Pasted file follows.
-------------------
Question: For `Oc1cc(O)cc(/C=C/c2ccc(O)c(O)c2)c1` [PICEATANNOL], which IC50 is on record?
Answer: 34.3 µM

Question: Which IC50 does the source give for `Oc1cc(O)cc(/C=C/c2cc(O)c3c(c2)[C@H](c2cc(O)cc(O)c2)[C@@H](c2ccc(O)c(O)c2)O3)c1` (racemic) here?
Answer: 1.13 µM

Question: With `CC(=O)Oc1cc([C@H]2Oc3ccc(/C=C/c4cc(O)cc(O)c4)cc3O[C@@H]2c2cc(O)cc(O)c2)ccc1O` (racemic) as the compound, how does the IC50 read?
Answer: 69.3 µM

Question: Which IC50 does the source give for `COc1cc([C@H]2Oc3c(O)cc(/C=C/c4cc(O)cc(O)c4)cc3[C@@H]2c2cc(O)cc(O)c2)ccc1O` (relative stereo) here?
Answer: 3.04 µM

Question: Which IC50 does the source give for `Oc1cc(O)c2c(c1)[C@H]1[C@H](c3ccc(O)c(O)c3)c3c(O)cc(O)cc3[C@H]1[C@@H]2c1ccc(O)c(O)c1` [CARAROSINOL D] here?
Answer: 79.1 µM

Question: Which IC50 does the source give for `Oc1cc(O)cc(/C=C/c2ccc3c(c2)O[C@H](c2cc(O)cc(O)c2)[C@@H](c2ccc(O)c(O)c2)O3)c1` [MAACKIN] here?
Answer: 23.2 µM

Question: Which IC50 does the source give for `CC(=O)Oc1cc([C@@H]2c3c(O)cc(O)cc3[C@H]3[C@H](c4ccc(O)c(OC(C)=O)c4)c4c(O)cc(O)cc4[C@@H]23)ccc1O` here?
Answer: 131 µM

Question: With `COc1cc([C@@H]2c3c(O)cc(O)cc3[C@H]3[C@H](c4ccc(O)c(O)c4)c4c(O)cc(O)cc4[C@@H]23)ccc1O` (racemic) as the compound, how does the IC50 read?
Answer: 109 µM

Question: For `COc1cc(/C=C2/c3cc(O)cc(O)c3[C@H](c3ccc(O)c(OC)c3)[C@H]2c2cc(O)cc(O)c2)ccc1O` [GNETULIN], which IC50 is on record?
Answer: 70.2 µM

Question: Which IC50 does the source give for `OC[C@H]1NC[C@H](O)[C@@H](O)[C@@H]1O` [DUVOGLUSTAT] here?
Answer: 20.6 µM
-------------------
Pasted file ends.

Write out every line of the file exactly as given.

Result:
Question: For `Oc1cc(O)cc(/C=C/c2ccc(O)c(O)c2)c1` [PICEATANNOL], which IC50 is on record?
Answer: 34.3 µM

Question: Which IC50 does the source give for `Oc1cc(O)cc(/C=C/c2cc(O)c3c(c2)[C@H](c2cc(O)cc(O)c2)[C@@H](c2ccc(O)c(O)c2)O3)c1` (racemic) here?
Answer: 1.13 µM

Question: With `CC(=O)Oc1cc([C@H]2Oc3ccc(/C=C/c4cc(O)cc(O)c4)cc3O[C@@H]2c2cc(O)cc(O)c2)ccc1O` (racemic) as the compound, how does the IC50 read?
Answer: 69.3 µM

Question: Which IC50 does the source give for `COc1cc([C@H]2Oc3c(O)cc(/C=C/c4cc(O)cc(O)c4)cc3[C@@H]2c2cc(O)cc(O)c2)ccc1O` (relative stereo) here?
Answer: 3.04 µM

Question: Which IC50 does the source give for `Oc1cc(O)c2c(c1)[C@H]1[C@H](c3ccc(O)c(O)c3)c3c(O)cc(O)cc3[C@H]1[C@@H]2c1ccc(O)c(O)c1` [CARAROSINOL D] here?
Answer: 79.1 µM

Question: Which IC50 does the source give for `Oc1cc(O)cc(/C=C/c2ccc3c(c2)O[C@H](c2cc(O)cc(O)c2)[C@@H](c2ccc(O)c(O)c2)O3)c1` [MAACKIN] here?
Answer: 23.2 µM

Question: Which IC50 does the source give for `CC(=O)Oc1cc([C@@H]2c3c(O)cc(O)cc3[C@H]3[C@H](c4ccc(O)c(OC(C)=O)c4)c4c(O)cc(O)cc4[C@@H]23)ccc1O` here?
Answer: 131 µM

Question: With `COc1cc([C@@H]2c3c(O)cc(O)cc3[C@H]3[C@H](c4ccc(O)c(O)c4)c4c(O)cc(O)cc4[C@@H]23)ccc1O` (racemic) as the compound, how does the IC50 read?
Answer: 109 µM

Question: For `COc1cc(/C=C2/c3cc(O)cc(O)c3[C@H](c3ccc(O)c(OC)c3)[C@H]2c2cc(O)cc(O)c2)ccc1O` [GNETULIN], which IC50 is on record?
Answer: 70.2 µM

Question: Which IC50 does the source give for `OC[C@H]1NC[C@H](O)[C@@H](O)[C@@H]1O` [DUVOGLUSTAT] here?
Answer: 20.6 µM